John Logie Baird was obviously the man who sowed the seeds but did not reap the harvest.
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Re: Baird Neon Tube

Postby McGee2021 » Fri Oct 28, 2016 10:51 pm

Daryl H, the man that makes the aurora converter, has said that he may be able to supply me dimensions of the bulb that he owns, which is an original baird neon. Dimensions will be posted if received.
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Re: Baird Neon Tube

Postby Lawnboy » Tue Dec 13, 2016 6:52 am

Happened to come across this Nixie tube the other day. Not quite a flat plate neon, but could be useful for experiments. I don't think the seller has any idea what it is!
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Re: Baird Neon Tube

Postby Klaas Robers » Tue Dec 13, 2016 8:21 am

No, he hasn't. This is a Nixie tube ZM 1020, however the real ZM 1020 has an orange color filter coating on the top. Without that color filter it is a ZM 1022. Problem is, you need special 13 pin sockets for them, named B13B, or you have to hobby something special for it to hold it. I have Philips specifications of these indicator tubes.......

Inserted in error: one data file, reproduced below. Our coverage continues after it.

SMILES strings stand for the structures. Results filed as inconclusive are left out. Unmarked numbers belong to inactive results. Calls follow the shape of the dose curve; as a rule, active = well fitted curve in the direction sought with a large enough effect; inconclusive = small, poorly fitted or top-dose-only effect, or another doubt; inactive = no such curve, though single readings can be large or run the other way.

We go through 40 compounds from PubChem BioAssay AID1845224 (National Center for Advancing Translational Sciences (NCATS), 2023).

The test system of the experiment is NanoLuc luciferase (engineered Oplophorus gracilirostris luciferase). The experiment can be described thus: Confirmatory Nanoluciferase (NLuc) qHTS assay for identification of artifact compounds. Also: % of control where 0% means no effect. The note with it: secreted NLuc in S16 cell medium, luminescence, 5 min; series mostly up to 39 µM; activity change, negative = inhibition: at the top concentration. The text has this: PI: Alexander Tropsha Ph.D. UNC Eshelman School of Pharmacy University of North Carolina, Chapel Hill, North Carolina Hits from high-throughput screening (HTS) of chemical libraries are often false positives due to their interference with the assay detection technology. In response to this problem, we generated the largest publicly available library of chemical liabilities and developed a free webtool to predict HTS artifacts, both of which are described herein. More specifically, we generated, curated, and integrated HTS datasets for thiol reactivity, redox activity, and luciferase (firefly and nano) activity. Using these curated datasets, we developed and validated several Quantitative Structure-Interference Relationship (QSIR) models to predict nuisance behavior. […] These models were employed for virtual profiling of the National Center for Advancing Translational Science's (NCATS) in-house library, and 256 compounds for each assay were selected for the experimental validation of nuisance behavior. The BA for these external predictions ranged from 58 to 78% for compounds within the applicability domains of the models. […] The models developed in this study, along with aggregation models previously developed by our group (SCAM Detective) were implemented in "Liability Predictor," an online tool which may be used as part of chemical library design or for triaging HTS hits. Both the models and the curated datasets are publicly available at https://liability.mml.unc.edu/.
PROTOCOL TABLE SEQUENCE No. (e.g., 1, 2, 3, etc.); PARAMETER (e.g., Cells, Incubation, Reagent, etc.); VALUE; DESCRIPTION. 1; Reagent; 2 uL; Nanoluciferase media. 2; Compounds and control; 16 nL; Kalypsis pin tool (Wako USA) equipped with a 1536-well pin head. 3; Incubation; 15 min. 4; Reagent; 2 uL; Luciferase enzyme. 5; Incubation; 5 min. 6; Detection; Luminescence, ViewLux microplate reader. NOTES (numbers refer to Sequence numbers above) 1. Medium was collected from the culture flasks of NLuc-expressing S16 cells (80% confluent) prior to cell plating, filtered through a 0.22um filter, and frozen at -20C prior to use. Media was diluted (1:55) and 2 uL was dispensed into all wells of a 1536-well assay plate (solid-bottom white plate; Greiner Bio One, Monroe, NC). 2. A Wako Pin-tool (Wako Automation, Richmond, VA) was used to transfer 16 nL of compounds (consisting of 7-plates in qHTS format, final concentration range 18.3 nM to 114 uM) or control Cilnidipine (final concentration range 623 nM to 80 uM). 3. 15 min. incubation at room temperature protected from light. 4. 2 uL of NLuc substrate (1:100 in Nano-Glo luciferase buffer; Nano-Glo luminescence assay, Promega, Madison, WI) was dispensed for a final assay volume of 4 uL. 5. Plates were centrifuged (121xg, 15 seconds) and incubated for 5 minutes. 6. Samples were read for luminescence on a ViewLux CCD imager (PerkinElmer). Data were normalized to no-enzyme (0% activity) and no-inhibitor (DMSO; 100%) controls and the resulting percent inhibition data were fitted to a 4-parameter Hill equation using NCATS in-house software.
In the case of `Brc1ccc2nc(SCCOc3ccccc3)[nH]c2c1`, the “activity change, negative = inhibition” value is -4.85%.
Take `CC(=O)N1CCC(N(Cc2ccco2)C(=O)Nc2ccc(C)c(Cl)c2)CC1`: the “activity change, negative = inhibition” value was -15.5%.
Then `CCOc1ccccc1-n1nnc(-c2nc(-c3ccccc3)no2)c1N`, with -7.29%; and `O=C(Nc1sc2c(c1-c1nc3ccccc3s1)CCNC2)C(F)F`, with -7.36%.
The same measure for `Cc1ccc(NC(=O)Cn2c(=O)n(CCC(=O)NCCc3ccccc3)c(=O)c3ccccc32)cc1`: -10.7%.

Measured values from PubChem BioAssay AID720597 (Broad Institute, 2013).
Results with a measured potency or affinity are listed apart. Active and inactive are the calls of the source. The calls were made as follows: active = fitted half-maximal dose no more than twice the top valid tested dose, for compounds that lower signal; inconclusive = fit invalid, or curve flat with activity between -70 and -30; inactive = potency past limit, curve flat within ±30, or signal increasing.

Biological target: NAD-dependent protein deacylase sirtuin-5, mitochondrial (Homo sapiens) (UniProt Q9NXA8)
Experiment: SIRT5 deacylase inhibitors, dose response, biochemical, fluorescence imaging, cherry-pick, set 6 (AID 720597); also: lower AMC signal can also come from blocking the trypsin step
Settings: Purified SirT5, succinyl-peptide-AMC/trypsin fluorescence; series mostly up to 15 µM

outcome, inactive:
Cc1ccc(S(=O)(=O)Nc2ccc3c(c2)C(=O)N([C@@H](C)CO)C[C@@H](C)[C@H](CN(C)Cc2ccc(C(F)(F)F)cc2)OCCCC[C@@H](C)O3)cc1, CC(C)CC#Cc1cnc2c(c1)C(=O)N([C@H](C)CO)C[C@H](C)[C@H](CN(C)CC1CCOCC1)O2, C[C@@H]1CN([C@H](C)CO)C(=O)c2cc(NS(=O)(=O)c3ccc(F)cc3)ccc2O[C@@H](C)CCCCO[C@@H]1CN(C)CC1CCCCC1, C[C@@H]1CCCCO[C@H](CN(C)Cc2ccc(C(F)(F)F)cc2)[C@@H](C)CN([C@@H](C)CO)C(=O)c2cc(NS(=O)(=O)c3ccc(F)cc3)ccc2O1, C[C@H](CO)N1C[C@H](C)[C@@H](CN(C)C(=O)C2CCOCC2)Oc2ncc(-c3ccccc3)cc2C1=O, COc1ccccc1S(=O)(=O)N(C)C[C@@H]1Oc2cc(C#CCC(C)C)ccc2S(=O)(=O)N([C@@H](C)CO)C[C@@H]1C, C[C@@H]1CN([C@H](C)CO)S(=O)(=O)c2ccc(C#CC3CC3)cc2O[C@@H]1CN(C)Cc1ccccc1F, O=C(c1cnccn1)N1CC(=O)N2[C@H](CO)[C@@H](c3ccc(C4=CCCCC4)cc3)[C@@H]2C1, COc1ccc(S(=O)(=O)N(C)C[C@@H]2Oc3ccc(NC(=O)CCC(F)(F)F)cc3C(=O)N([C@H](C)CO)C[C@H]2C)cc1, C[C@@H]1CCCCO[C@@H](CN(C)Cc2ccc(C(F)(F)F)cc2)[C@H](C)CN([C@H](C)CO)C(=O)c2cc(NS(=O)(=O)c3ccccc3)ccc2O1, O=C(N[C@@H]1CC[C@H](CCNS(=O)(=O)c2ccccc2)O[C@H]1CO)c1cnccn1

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Re: Baird Neon Tube

Postby AncientBrit » Tue Dec 13, 2016 6:31 pm

I used a number of these in a frame/footage counter I built when I was at the BBC in the late '60s
Part of automatic panning for Cinemascope films in Telecine

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Re: Baird Neon Tube

Postby Klaas Robers » Tue Dec 13, 2016 10:12 pm

Graham,

I made an electronic clock with 6 of these indicator tubes. That is to say, six of the somewhat larger tubes, ZM 1040. The clock is running in a 80C51 industrial micro controller and on the second ticks of the transmitter DCF-77 in Frankfurt DL.